|Authenticated 1923 Sears Starlight (2nd-story added) • 487 Fairview Avenue, Colonia, New Jersey (Woodbridge Twp)|
|There you go! A double-height Sears Starlight, with the front porch enclosed, and a the original dormer roof used for the new front porch roof. We think that the lookalike roof dormer is a bit larger, and probably just added.|
Here are some more views of the 1923 catalog images
for the Starlight
Here's a nice-looking 1929 Sears Starlight
on Keith Street, in Chicopee, Massachusetts, that has some very nice original detailing visible, in the interior.
Two houses to the left of the super-sized Sears Starlight
, is another house with a mortgage. This home was built in 1924, for Alexander and Isabelle Brown, who took out a $4,000 mortgage with Sears, signed off on by Sears trustee William C. Reed. It has had an addition put onto the front, and new siding, but we can see enough of the sides to realize that it was, originally, a reverse-floorplan Sears Vallonia
|485 Fairview Avenue, Colonia, New Jersey • Authenticated 1924 Sears Vallonia|
|Note the seven purlins (the sort of straight bracket-like pieces jutting out under the eaves). We see this on the Vallonia, but not on all bungalows. Some bungalows use exterior angled brackets, for instance. The similar Sears Sheridan, has fewer purlins. (Thanks, Andrew Mutch, for always reminding us of this!)|
|Purlins, Rafters, Joists, Ridgeboard (source)|
The price of the Vallonia
in my 1924 catalog, is just shy of $2,000 (and the 1923 price was just a touch over $2,000), but the Browns took out a $4,000 mortgage. That would have included extra costs like plumbing and electric, but the Browns no doubt also wrapped in the cost of construction, as was a very common practice.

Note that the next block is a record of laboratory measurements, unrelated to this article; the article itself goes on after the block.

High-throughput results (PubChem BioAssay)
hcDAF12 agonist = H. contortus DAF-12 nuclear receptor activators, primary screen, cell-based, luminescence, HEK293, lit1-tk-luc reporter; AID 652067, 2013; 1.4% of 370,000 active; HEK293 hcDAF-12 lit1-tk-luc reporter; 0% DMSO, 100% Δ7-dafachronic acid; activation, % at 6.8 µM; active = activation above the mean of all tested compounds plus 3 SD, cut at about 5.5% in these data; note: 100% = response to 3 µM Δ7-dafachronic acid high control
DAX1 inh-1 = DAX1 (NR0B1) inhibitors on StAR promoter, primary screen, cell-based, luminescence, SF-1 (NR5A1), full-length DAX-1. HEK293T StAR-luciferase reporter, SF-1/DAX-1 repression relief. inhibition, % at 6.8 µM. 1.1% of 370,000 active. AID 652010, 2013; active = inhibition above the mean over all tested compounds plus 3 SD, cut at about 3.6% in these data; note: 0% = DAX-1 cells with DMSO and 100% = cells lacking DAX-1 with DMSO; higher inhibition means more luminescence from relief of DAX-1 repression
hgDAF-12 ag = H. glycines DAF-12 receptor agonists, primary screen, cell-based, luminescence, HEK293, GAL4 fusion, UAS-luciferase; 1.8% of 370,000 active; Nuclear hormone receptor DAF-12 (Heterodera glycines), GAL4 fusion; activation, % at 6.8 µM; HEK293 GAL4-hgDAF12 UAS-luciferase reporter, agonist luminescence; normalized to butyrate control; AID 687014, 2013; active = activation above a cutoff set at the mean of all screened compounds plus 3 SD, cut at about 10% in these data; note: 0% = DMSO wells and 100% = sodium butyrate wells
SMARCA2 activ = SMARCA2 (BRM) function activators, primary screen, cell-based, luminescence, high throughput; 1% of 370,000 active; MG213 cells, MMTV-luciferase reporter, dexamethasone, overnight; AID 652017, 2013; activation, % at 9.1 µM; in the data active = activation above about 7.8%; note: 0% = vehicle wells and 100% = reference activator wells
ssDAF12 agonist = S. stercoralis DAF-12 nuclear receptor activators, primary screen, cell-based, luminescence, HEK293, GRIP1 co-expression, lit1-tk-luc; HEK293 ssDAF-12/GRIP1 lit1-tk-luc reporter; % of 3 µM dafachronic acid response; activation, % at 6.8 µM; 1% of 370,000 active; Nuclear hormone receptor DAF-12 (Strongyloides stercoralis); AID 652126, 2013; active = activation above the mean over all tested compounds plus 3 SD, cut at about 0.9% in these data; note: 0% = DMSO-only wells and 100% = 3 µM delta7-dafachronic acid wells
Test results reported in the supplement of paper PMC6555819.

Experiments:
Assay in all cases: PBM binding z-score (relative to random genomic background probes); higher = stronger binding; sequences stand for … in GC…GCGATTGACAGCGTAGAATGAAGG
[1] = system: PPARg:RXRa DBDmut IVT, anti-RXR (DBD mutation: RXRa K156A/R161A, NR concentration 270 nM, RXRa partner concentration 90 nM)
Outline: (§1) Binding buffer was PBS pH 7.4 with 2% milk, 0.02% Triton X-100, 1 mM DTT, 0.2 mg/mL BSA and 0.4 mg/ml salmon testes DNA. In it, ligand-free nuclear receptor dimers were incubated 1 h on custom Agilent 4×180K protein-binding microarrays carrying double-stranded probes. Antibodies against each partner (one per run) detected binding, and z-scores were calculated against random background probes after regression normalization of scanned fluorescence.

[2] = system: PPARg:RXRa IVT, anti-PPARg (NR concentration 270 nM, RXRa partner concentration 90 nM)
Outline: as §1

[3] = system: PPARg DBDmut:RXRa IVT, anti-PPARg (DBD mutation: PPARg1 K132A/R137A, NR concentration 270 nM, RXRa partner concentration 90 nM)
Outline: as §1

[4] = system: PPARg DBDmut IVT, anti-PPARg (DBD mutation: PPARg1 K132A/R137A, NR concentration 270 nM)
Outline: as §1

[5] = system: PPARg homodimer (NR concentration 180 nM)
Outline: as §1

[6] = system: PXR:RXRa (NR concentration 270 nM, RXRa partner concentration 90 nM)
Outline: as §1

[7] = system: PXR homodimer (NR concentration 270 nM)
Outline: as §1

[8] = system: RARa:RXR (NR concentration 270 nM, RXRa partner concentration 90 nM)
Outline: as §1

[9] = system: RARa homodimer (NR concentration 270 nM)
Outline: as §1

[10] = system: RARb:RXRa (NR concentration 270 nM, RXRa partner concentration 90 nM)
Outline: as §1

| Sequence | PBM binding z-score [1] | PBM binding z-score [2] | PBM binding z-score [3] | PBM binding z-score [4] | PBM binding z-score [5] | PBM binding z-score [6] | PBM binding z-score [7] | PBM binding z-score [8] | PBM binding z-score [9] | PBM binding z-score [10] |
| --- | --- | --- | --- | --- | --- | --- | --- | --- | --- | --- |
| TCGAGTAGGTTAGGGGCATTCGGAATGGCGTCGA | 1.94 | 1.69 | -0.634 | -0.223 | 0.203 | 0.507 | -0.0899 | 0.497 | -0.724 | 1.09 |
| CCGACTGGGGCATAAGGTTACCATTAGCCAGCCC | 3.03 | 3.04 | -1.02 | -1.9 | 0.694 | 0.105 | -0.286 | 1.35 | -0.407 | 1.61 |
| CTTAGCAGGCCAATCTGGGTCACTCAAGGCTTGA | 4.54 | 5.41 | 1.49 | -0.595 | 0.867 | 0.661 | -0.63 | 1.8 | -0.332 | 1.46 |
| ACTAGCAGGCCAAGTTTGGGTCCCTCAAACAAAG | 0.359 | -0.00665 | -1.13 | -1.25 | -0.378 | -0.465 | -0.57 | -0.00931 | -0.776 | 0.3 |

Across the street from the super-sized Starlight, and the added-onto Vallonia
, is what appears to be a Sears Clyde
, that has had an addition added on to the side, making it look like a little ranch, instead of like a shotgun bungalow. I don't have a mortgage for this one (yet), but I'll bet it had one. Note the five-piece brackets, that are so often seen on Sears models.
If we put this Bing maps view on top of the catalog image, and chop off the house a bit, on the right, you can see how it's a Clyde
|Looks like it must be an enlarged Clyde, don't you think?|
I know that I had some help from the research crew on this one-- Andrew Mutch, I think.
Here's a closeup of those brackets. We call them 5-piece brackets, because the first two pieces are the L shape that attaches to the house, the third piece is the center stick that juts out, and the 4th and 5th pieces are the two pieces parallel to each other, into which that center stick inserts itself:
|Five-piece Sears brackets, on 480 Fairview Avenue|
Sears Elmwood or Sunbeam